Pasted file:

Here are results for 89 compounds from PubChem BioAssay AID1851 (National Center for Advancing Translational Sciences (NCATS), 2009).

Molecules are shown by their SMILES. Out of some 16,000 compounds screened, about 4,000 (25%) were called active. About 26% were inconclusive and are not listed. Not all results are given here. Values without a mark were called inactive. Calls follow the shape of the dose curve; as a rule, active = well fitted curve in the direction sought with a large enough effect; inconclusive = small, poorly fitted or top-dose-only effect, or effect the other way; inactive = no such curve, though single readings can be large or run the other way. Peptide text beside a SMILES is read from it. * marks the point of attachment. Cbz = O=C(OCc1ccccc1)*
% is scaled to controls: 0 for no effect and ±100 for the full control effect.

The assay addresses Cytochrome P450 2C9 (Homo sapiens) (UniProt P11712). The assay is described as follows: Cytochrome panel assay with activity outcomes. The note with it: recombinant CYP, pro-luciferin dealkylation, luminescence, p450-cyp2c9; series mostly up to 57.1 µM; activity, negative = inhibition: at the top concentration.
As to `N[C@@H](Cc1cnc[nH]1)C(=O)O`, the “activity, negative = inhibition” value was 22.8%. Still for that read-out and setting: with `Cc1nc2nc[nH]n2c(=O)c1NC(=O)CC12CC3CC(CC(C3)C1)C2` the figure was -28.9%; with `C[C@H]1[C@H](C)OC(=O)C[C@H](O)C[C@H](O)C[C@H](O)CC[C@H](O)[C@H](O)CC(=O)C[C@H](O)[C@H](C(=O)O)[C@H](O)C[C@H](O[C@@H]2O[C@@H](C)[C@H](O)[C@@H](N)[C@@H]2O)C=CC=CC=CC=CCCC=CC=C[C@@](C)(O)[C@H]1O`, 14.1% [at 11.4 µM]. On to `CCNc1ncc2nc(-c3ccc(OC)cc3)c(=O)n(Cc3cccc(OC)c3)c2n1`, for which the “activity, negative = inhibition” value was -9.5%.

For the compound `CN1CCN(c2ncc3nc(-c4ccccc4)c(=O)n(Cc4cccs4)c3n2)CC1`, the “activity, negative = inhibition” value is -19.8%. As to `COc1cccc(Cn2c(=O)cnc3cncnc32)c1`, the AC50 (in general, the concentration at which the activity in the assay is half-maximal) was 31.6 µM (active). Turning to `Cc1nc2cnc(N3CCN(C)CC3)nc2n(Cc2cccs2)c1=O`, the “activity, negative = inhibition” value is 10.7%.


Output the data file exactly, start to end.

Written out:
Here are results for 89 compounds from PubChem BioAssay AID1851 (National Center for Advancing Translational Sciences (NCATS), 2009).

Molecules are shown by their SMILES. Out of some 16,000 compounds screened, about 4,000 (25%) were called active. About 26% were inconclusive and are not listed. Not all results are given here. Values without a mark were called inactive. Calls follow the shape of the dose curve; as a rule, active = well fitted curve in the direction sought with a large enough effect; inconclusive = small, poorly fitted or top-dose-only effect, or effect the other way; inactive = no such curve, though single readings can be large or run the other way. Peptide text beside a SMILES is read from it. * marks the point of attachment. Cbz = O=C(OCc1ccccc1)*
% is scaled to controls: 0 for no effect and ±100 for the full control effect.

The assay addresses Cytochrome P450 2C9 (Homo sapiens) (UniProt P11712). The assay is described as follows: Cytochrome panel assay with activity outcomes. The note with it: recombinant CYP, pro-luciferin dealkylation, luminescence, p450-cyp2c9; series mostly up to 57.1 µM; activity, negative = inhibition: at the top concentration.
As to `N[C@@H](Cc1cnc[nH]1)C(=O)O`, the “activity, negative = inhibition” value was 22.8%. Still for that read-out and setting: with `Cc1nc2nc[nH]n2c(=O)c1NC(=O)CC12CC3CC(CC(C3)C1)C2` the figure was -28.9%; with `C[C@H]1[C@H](C)OC(=O)C[C@H](O)C[C@H](O)C[C@H](O)CC[C@H](O)[C@H](O)CC(=O)C[C@H](O)[C@H](C(=O)O)[C@H](O)C[C@H](O[C@@H]2O[C@@H](C)[C@H](O)[C@@H](N)[C@@H]2O)C=CC=CC=CC=CCCC=CC=C[C@@](C)(O)[C@H]1O`, 14.1% [at 11.4 µM]. On to `CCNc1ncc2nc(-c3ccc(OC)cc3)c(=O)n(Cc3cccc(OC)c3)c2n1`, for which the “activity, negative = inhibition” value was -9.5%.

For the compound `CN1CCN(c2ncc3nc(-c4ccccc4)c(=O)n(Cc4cccs4)c3n2)CC1`, the “activity, negative = inhibition” value is -19.8%. As to `COc1cccc(Cn2c(=O)cnc3cncnc32)c1`, the AC50 (in general, the concentration at which the activity in the assay is half-maximal) was 31.6 µM (active). Turning to `Cc1nc2cnc(N3CCN(C)CC3)nc2n(Cc2cccs2)c1=O`, the “activity, negative = inhibition” value is 10.7%.